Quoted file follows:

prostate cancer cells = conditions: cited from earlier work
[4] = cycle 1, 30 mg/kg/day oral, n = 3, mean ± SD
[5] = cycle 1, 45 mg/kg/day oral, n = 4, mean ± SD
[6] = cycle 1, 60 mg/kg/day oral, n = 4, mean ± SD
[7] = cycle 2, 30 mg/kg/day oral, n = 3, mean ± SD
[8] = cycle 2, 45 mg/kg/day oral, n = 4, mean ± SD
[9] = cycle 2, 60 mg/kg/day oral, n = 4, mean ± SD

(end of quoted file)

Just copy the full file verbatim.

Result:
prostate cancer cells = conditions: cited from earlier work
[4] = cycle 1, 30 mg/kg/day oral, n = 3, mean ± SD
[5] = cycle 1, 45 mg/kg/day oral, n = 4, mean ± SD
[6] = cycle 1, 60 mg/kg/day oral, n = 4, mean ± SD
[7] = cycle 2, 30 mg/kg/day oral, n = 3, mean ± SD
[8] = cycle 2, 45 mg/kg/day oral, n = 4, mean ± SD
[9] = cycle 2, 60 mg/kg/day oral, n = 4, mean ± SD